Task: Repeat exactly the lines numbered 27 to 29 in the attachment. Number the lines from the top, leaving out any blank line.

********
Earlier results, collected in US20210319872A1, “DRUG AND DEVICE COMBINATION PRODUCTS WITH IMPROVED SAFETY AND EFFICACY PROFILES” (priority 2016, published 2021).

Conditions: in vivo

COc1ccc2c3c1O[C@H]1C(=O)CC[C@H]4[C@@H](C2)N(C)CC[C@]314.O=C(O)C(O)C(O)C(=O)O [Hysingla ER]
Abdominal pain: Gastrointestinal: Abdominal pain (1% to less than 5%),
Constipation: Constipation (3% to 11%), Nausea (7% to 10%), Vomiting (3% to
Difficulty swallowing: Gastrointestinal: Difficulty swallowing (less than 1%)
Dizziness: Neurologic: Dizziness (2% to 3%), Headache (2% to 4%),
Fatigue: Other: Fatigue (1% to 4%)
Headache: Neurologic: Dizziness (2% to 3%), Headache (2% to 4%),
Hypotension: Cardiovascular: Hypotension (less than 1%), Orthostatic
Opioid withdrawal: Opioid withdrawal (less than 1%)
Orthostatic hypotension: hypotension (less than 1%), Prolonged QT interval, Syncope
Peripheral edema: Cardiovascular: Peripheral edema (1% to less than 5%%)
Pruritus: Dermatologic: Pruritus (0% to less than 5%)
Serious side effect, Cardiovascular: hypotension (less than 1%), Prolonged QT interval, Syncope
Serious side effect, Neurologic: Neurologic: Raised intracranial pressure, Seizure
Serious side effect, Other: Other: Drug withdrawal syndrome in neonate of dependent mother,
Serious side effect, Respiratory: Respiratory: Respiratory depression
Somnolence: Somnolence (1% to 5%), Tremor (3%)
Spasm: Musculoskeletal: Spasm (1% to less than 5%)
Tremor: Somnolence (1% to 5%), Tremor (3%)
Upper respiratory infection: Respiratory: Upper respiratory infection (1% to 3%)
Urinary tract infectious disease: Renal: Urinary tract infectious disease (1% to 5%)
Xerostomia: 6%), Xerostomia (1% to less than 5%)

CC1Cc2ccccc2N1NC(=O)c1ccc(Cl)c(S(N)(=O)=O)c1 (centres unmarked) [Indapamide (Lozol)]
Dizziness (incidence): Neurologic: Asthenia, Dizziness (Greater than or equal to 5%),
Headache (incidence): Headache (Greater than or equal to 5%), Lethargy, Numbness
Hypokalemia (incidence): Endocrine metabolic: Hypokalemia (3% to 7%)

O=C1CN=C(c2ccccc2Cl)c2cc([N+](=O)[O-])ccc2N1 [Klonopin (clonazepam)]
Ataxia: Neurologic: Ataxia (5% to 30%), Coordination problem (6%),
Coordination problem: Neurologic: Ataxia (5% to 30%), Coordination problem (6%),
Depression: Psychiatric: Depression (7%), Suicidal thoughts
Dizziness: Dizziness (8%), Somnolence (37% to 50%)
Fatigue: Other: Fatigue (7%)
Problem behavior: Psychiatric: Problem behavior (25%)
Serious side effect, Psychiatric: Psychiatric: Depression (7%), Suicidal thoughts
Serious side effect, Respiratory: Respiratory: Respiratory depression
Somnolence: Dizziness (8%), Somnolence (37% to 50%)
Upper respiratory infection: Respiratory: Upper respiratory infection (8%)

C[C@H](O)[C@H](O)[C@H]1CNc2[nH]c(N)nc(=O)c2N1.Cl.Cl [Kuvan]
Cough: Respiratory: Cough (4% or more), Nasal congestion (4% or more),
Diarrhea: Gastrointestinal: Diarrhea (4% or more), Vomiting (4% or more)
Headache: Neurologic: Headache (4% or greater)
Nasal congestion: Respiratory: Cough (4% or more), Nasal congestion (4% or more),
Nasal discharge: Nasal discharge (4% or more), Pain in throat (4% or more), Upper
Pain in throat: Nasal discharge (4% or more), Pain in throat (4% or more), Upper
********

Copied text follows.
Headache (incidence): Headache (Greater than or equal to 5%), Lethargy, Numbness
Hypokalemia (incidence): Endocrine metabolic: Hypokalemia (3% to 7%)

O=C1CN=C(c2ccccc2Cl)c2cc([N+](=O)[O-])ccc2N1 [Klonopin (clonazepam)]